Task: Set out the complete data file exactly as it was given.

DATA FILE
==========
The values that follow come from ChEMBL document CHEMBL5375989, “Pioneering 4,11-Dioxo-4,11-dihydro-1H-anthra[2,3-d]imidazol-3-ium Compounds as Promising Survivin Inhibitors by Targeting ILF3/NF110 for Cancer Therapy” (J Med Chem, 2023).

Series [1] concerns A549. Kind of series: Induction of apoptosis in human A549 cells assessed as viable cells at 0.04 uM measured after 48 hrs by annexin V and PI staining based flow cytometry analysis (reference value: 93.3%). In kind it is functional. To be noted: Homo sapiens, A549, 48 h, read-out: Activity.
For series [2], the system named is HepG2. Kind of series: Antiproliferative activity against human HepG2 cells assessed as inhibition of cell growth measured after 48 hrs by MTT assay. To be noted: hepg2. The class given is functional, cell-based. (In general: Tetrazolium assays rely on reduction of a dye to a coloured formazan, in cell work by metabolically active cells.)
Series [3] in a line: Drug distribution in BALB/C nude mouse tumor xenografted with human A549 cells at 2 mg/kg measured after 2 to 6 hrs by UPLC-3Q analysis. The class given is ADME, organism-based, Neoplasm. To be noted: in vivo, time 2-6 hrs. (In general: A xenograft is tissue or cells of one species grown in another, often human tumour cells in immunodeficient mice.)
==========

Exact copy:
The values that follow come from ChEMBL document CHEMBL5375989, “Pioneering 4,11-Dioxo-4,11-dihydro-1H-anthra[2,3-d]imidazol-3-ium Compounds as Promising Survivin Inhibitors by Targeting ILF3/NF110 for Cancer Therapy” (J Med Chem, 2023).

Series [1] concerns A549. Kind of series: Induction of apoptosis in human A549 cells assessed as viable cells at 0.04 uM measured after 48 hrs by annexin V and PI staining based flow cytometry analysis (reference value: 93.3%). In kind it is functional. To be noted: Homo sapiens, A549, 48 h, read-out: Activity.
For series [2], the system named is HepG2. Kind of series: Antiproliferative activity against human HepG2 cells assessed as inhibition of cell growth measured after 48 hrs by MTT assay. To be noted: hepg2. The class given is functional, cell-based. (In general: Tetrazolium assays rely on reduction of a dye to a coloured formazan, in cell work by metabolically active cells.)
Series [3] in a line: Drug distribution in BALB/C nude mouse tumor xenografted with human A549 cells at 2 mg/kg measured after 2 to 6 hrs by UPLC-3Q analysis. The class given is ADME, organism-based, Neoplasm. To be noted: in vivo, time 2-6 hrs. (In general: A xenograft is tissue or cells of one species grown in another, often human tumour cells in immunodeficient mice.)